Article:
The last exercise that I am including as a must do is the inverted row. I remember staying away from this exercise for years because it looked like a lazy persons version of a barbell row – this is simply not the case. The way that I like to perform it is on a smith machine with an exercise ball. I set the bar to the same height as the ball, so that when I’m in the top position with my core held very tight, I’m parallel to the floor. Taking this one step further, I do 20 reps – 10 each with one leg raised off of the ball. This forces my core to work very hard to stabilize my torso to prevent my foot from rolling off the ball, as well as maintaining a rigid torso – not to mention the high rep nature of this exercise makes a great finisher for a awesome pump. This is an incredible back exercise for cuts, as well as overall body conditioning. This will test your body’s ability to work together as one, as well as test the endurance of your lats, traps, rhomboids, teres major, and posterior deltoids.

These exercises make for a great foundation to any mass building or functional training program where the back is the desired target. Both rowing and pull-ups are extremely natural movements, and that makes them highly suited for our purposes as a training stimulus. I didn’t discuss reps, but in general the 6 – 12 range is where I like to work. The back muscles are built for power, so lower reps can be very advantageous. In the case of deadlifts, I feel that heavy sets for low reps in the 3 – 5 range to be ideal. It is just logic in the sense that in our life we would really only use such a movement for lifting something very heavy up off of the ground.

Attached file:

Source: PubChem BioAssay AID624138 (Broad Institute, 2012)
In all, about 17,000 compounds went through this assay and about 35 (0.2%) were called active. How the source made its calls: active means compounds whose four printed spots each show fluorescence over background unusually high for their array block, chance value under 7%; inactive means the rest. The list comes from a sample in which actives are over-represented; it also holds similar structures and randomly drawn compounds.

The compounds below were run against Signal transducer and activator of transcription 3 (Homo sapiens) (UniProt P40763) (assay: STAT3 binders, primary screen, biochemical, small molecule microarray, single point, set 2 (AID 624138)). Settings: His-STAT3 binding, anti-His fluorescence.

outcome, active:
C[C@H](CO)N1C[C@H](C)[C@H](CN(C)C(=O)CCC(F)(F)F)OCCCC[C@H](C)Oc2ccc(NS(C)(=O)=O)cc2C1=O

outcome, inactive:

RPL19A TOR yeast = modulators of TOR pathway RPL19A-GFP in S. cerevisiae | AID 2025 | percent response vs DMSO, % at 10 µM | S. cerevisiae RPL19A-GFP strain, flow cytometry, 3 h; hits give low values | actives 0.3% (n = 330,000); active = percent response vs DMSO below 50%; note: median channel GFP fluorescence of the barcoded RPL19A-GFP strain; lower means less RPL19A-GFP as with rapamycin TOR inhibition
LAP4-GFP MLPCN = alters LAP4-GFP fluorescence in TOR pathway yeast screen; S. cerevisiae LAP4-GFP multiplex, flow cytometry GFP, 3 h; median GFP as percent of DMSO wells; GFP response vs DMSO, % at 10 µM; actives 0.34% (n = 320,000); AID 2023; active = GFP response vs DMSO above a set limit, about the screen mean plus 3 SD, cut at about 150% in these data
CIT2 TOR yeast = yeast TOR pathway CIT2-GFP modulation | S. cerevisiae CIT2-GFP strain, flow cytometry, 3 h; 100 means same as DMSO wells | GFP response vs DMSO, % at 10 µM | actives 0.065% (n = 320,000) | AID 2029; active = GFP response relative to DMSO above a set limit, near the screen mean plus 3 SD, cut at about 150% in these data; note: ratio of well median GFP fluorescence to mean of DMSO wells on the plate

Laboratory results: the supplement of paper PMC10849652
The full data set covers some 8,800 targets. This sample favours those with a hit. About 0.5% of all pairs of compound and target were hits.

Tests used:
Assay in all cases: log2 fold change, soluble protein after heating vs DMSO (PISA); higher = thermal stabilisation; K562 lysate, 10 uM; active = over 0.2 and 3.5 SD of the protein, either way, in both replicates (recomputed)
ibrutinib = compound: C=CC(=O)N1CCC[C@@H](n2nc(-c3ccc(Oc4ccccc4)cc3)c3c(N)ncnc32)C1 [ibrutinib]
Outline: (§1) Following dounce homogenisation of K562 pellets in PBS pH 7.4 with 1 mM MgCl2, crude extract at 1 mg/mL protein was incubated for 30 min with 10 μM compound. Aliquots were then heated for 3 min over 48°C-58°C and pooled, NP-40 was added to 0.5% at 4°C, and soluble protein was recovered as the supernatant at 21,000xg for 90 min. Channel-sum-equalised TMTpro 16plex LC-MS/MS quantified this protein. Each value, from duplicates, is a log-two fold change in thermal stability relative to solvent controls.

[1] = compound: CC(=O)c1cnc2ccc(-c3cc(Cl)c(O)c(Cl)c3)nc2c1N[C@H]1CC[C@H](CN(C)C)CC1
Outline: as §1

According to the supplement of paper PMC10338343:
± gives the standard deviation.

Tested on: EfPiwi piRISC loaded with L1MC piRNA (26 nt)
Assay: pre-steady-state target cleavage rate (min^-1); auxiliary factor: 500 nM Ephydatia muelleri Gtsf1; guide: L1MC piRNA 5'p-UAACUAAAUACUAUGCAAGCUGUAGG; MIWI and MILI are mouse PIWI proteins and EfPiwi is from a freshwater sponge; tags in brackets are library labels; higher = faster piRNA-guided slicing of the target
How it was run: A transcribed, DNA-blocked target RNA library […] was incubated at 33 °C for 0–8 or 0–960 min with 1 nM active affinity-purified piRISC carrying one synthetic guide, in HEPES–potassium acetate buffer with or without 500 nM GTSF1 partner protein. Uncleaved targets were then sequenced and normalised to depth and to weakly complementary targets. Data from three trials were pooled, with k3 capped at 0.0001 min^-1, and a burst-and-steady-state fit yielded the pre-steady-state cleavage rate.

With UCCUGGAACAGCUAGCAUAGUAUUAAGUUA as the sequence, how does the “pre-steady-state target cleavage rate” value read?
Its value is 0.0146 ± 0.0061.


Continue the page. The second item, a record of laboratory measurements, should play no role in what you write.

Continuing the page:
The increased focus on muscle is very gratifying to me personally. It’s a pleasure to talk about and share the information that we have put together here at Team Next week on Muscle Talk our journey to the various muscle groups will be leaving the posterior chain for a little while. Of course there is always more information to learn and to share, and we are by no means finished with it. For now though, it is time to venture to new lands and see what there is to be learned that can be of benefit to our training knowledge and subsequent goals. Up first is the very popular Fat Loss Facts series, which will be taking the next step in passing along the skills and information necessary to develop the ideal fat loss diet that is suited specifically to your goals. Until tomorrow my friends,

Happy Lifting!